Hansa Medical interim report January – September 2015
January – September 2015 in summary
Significant events during the third quarter
- Hansa Medical received FDA Orphan Drug Designation for IdeS in solid organ transplant patients
- First patient treated and transplanted with IdeS in US Phase II study at Cedars-Sinai Medical Center, Los Angeles
- Positive IdeS Phase I data published in scientific journal PLOS ONE
- Data from Hansa Medical’s first Phase II study of IdeS in Sensitized Kidney Transplantation Patients presented at an oral session at ESOT 2015
- Results from a clinical multicenter trial with HBP-assay published in Critical Care Medicine
Financial Summary Third Quarter and Year to Date
- Net sales for the group in Q3 amounted to MSEK 0.5 (0). YTD: MSEK 4.9 (1.5)
- Operating result in Q3 was MSEK -13.9 (-5.4). YTD: MSEK -47.1 (-16.2)
- Consolidated net result in Q3 was MSEK -13.9 (-5.4). YTD: MSEK -47.2 (-16.3)
- Earnings per share before and after dilution in Q3 was SEK -0,43 (-0,20). YTD: SEK -1,54 (-0,62)
- Cash position on September 30, 2015, of MSEK 192.6
In the third quarter, we continued to make good progress with our prioritized projects, with the ultimate aim to build a, sustainable biopharmaceutical company with pharmaceuticals that significantly improve health outcomes in patients.
A lot of our work is focused on our lead project IdeS, which continues to attract attention in the international scientific community. The results from the earlier clinical Phase I trial of IdeS were published in the scientific journal PLOS ONE in July. The study results showed that a single dose of IdeS rapidly and efficiently inactivates IgG in humans, which makes it an attractive therapeutic approach for acute IgG-mediated conditions.
In September, data from the first Phase II study with IdeS in sensitized kidney transplantation patients were presented at the 17th Congress of the European Society for Organ Transplantation (ESOT) in Brussels. The data clearly support further development in transplantation, and we are pleased that the investigators were given the opportunity to present these interesting and encouraging data. IdeS effect in reducing anti-HLA antibodies to levels acceptable for transplantation has gained a lot of attention in the scientific community, which of course strengthens our belief in this exciting project.
In parallel with the ongoing Phase II study in Sweden, further studies are ongoing or planned, one of which is run by Professor Stanley Jordan, a leading expert in transplant immunology, at Cedars-Sinai Medical Center in Los Angeles. It is an open-label study to assess the safety and efficacy of IdeS in eliminating donor specific antibodies and thus prevent antibody-mediated rejection in highly sensitized patients. In August, the first patient in this study was successfully treated and transplanted with IdeS.
We now plan to initiate further pilot studies within transplantation and life threatening autoimmune diseases, including Phase II studies addressing antibody mediated graft rejection and very highly/ broadly sensitized patients. Furthermore, we will continue to further broaden the potential disease indications that can be treated with IdeS, including rare and serious acute autoimmune diseases within neurology, nephrology and hematology.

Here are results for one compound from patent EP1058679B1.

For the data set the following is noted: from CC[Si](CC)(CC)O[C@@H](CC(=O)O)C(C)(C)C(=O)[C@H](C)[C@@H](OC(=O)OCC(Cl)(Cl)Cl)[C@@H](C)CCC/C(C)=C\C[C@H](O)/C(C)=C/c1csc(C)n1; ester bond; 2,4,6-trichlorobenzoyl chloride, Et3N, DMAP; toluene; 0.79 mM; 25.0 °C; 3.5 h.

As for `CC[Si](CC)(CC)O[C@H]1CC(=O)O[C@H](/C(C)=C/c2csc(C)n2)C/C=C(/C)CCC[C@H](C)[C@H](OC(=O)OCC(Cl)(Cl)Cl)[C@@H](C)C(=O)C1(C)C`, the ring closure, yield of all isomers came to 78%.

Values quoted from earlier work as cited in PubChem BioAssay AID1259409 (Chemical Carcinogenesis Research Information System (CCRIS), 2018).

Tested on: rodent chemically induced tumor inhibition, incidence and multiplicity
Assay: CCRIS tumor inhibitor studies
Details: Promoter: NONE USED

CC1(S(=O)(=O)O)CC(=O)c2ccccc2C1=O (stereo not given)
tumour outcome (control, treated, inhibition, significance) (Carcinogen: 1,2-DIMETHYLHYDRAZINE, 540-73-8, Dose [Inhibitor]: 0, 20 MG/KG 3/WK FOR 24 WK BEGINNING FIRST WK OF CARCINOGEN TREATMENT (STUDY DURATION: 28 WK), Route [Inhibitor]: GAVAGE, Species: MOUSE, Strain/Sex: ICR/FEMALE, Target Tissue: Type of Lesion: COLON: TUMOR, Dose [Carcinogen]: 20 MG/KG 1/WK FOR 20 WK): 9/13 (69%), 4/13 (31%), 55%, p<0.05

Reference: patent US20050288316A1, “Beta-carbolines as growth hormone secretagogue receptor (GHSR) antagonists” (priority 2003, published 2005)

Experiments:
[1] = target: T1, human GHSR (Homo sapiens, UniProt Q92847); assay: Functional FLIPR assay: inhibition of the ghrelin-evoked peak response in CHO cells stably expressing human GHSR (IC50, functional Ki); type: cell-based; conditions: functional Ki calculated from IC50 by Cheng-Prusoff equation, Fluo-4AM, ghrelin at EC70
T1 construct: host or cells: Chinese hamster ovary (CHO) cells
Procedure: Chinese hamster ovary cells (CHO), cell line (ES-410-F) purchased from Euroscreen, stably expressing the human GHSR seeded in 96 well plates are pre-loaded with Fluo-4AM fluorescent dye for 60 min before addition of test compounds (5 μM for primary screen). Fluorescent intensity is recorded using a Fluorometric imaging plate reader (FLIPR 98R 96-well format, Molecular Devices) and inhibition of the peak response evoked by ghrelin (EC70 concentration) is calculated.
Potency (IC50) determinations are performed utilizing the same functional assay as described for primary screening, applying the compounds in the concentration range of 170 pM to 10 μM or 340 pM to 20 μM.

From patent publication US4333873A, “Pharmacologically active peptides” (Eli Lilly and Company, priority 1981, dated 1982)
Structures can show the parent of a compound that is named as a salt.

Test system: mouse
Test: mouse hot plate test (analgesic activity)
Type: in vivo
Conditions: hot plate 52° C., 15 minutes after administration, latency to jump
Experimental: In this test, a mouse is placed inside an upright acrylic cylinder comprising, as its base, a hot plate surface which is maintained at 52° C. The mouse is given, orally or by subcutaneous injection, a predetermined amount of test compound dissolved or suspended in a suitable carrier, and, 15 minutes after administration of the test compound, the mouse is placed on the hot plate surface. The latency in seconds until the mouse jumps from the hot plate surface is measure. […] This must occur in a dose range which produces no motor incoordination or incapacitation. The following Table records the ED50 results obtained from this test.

During the period, we also received Orphan Drug Designation for IdeS for the prevention of antibody mediated organ rejection in patients undergoing all types of solid organ transplants. Approximately 30 percent of the patients on the waiting lists for kidney, heart, lung and pancreas transplantation, equivalent to approximately 35,000 patients in the US alone, are sensitized to Human Leukocyte Antigen (HLA). HLA sensitization constitutes a significant barrier for transplantation for thousands of patients annually.
Our partnership project HBP-assay in severe sepsis also continued to develop in a positive way. In August, results from a clinical multicenter study were published ahead of print in the scientific journal Critical Care Medicine. The study results show that the diagnostic method for assessing Heparin Binding Protein (HBP) predicts severe sepsis with significantly higher accuracy than other biomarkers available today. The study demonstrates that the HBP-assay has the potential to become a significant tool to help predict severe sepsis at emergency departments and infectious disease clinics.
We furthermore continued to strengthen the organization in the company as we advance our clinical programs, but also for the change to Nasdaq Stockholm’s main list. The first day of trading is on November 2, 2015. This upgrade will hopefully make Hansa Medical even more attractive to existing and new potential investors.
On November 13, 2015, interested shareholders and research partners can join us at our Capital Markets Day in Stockholm where we plan to go into more detail to describe our portfolio and its possibilities. Also, some of the prominent US and European clinical experts with whom we collaborate will give us a review from their daily practice and present their view on the potential of IdeS. For more information about the event, visit our website www.hansamedical.com.
Looking back at the year so far, I believe we took a number of important steps – strategically, financially and scientifically. And what is most important: we continued to drive our clinical projects to get all the cornerstones in place for future growth. It is my firm belief that we have exciting times ahead of us.
President and CEO
The information in this press release is disclosed pursuant to the Securities Markets Act or the Financial Instruments Trading Act. The information was released for public disclosure on October 28, 2015 at 08.00 CET.